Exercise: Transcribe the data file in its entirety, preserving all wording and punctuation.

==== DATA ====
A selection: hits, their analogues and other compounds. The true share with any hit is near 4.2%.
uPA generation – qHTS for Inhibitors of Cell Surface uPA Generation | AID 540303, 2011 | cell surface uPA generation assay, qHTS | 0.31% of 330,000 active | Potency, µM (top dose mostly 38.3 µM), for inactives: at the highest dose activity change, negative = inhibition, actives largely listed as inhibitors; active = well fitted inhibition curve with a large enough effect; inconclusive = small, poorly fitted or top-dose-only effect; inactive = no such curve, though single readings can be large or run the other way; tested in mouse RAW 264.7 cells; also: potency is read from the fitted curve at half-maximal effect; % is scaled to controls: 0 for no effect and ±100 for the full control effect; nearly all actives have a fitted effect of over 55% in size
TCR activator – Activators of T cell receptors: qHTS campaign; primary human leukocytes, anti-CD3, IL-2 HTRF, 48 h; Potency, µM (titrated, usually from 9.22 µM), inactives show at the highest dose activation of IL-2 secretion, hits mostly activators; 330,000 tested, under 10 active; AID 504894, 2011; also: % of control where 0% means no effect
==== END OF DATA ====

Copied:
A selection: hits, their analogues and other compounds. The true share with any hit is near 4.2%.
uPA generation – qHTS for Inhibitors of Cell Surface uPA Generation | AID 540303, 2011 | cell surface uPA generation assay, qHTS | 0.31% of 330,000 active | Potency, µM (top dose mostly 38.3 µM), for inactives: at the highest dose activity change, negative = inhibition, actives largely listed as inhibitors; active = well fitted inhibition curve with a large enough effect; inconclusive = small, poorly fitted or top-dose-only effect; inactive = no such curve, though single readings can be large or run the other way; tested in mouse RAW 264.7 cells; also: potency is read from the fitted curve at half-maximal effect; % is scaled to controls: 0 for no effect and ±100 for the full control effect; nearly all actives have a fitted effect of over 55% in size
TCR activator – Activators of T cell receptors: qHTS campaign; primary human leukocytes, anti-CD3, IL-2 HTRF, 48 h; Potency, µM (titrated, usually from 9.22 µM), inactives show at the highest dose activation of IL-2 secretion, hits mostly activators; 330,000 tested, under 10 active; AID 504894, 2011; also: % of control where 0% means no effect